How to use Rotary Encoder with Arduino

Before we proceed you have to have a clear concept about a Rotary Encoder and the working principle of this machine. Its a type of position sensor which is used for determining the angular position of a rotating shaft; Rotary Encoder generates an electrical signal to the rational movement and that could be either analog or digital.

In the market, there are different types of rotary encoders based on their usage. They could be classified by their output signal or sensing technology. But we are talking about the regular Rotary Encoder, which actually used in simplest position sensor to measure rotation. If you find this a bit tough you can see articles over Rotary Encoders on versatile websites, we hope they can help you out to understand the procedure. Now we hope you have a basic idea about Rotary Encoder and we will jump to the working principle of Rotary Encoder and here we are,

The encoder has a disc with a spaced contacted zone connected with common pin C and there are also two separate pins A and pin B. When the disc will rotate, then pin A and pin B will contact with the common pin C and there will generate two square wave output signals. You can use any of the two outputs to determine the rotated position if you just count the pulse of the signal. On the other hand, considering both signals at a time would help to have a good grip on the determination. Two output signals displaced at 90 degrees out of phase from each other. Output A will be ahead from the output B if the encode is rotating clockwise.

If you count the steps each time, the signal changes from low to high and high to low, you can notice that two output signal have opposite values. If the encoder is rotating counter clock-wise, the output signal will have the same values. So, you can easily program your controller to detect the encoder position and the direction of rotation.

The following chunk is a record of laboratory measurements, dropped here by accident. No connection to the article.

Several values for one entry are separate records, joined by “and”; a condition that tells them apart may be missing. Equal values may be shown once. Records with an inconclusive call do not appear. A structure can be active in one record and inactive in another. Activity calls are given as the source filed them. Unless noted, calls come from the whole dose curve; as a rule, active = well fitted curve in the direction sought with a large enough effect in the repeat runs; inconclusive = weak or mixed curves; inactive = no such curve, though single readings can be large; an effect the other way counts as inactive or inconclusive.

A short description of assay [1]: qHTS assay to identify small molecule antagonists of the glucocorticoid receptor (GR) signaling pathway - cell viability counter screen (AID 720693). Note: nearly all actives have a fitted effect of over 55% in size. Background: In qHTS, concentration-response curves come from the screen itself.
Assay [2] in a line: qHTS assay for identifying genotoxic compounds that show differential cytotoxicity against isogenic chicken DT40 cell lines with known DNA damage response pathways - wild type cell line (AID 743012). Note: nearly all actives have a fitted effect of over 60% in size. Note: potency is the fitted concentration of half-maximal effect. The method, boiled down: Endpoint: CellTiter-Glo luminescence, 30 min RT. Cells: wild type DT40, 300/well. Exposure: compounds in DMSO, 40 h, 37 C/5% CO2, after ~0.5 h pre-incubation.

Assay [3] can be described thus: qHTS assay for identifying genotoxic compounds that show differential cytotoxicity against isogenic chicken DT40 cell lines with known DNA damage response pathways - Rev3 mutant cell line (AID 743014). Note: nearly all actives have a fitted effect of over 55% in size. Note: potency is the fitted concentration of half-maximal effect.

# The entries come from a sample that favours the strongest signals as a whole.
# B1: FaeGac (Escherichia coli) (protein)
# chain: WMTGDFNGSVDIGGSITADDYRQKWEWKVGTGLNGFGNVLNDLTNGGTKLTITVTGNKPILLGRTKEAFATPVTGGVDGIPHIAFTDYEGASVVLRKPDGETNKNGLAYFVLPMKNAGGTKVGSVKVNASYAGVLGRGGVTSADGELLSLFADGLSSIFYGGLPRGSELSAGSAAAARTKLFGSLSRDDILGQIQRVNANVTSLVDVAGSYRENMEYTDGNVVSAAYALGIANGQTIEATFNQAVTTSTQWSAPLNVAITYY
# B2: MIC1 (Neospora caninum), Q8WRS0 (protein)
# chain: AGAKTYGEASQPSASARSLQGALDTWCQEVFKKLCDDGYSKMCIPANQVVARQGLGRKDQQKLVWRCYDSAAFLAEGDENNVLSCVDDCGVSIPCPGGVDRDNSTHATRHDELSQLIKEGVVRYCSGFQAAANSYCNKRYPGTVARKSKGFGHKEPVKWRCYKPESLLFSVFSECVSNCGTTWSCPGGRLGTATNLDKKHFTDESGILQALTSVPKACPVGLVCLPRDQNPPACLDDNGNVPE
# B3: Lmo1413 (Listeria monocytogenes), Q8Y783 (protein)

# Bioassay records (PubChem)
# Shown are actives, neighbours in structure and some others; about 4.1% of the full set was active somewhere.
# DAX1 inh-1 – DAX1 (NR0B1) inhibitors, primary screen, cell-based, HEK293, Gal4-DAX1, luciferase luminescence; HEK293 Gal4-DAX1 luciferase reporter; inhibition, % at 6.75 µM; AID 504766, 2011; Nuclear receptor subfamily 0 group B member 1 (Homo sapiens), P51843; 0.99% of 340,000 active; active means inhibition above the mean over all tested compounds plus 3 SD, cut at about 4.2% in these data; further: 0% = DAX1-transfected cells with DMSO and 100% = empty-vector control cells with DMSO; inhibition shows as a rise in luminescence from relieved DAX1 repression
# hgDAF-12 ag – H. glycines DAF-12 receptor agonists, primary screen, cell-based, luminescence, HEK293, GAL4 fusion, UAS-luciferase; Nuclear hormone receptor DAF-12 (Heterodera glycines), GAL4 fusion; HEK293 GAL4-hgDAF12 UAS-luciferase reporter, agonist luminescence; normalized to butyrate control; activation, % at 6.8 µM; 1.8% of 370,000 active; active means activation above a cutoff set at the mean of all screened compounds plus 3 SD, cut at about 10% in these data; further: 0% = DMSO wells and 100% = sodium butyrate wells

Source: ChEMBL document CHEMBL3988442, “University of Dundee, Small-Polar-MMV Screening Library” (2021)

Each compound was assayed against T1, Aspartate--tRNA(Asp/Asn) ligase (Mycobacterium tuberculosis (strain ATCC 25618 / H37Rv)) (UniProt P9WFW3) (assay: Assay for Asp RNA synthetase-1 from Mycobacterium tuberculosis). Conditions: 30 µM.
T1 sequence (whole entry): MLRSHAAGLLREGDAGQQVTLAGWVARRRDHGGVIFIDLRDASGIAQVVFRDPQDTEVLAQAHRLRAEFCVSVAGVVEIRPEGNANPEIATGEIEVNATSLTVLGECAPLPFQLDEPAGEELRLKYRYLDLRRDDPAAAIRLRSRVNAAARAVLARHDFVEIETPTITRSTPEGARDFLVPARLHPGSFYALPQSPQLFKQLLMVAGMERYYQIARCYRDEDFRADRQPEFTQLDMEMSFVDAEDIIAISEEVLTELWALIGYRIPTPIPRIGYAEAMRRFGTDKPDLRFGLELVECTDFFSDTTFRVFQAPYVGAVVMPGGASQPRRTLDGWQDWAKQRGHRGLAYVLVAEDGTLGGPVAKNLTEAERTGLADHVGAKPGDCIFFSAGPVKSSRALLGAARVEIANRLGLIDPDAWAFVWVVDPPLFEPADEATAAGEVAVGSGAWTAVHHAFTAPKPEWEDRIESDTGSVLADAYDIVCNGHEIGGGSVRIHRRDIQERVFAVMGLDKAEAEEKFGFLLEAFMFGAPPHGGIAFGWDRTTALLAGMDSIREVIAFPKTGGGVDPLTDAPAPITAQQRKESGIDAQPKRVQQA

Now, let’s have a look at a small experiment where we will show you how to use a rotary encoder with Arduino. Let’s pick a breakout board that has five pins where the first pin is output A and the second pin is output B. The third pin is button pin here and the remaining pins are consequently VCC and GND. Connect the output pins to any digital pins on the Arduino. 

Here is the Arduino code to run the program:

/*     Arduino Rotary Encoder Tutorial


 *  by Dejan Nedelkovski,



 #define outputA 6

 #define outputB 7

 int counter = 0; 

 int aState;

 int aLastState;  

 void setup() { 

   pinMode (outputA,INPUT);

   pinMode (outputB,INPUT);

   Serial.begin (9600);

   // Reads the initial state of the outputA

   aLastState = digitalRead(outputA);   


 void loop() { 

   aState = digitalRead(outputA); // Reads the “current” state of the outputA

   // If the previous and the current state of the outputA are different, that means a Pulse has occured

   if (aState != aLastState){     

     // If the outputB state is different to the outputA state, that means the encoder is rotating clockwise

     if (digitalRead(outputB) != aState) { 

       counter ++;

     } else {

       counter –;


     Serial.print(“Position: “);



   aLastState = aState; // Updates the previous state of the outputA with the current state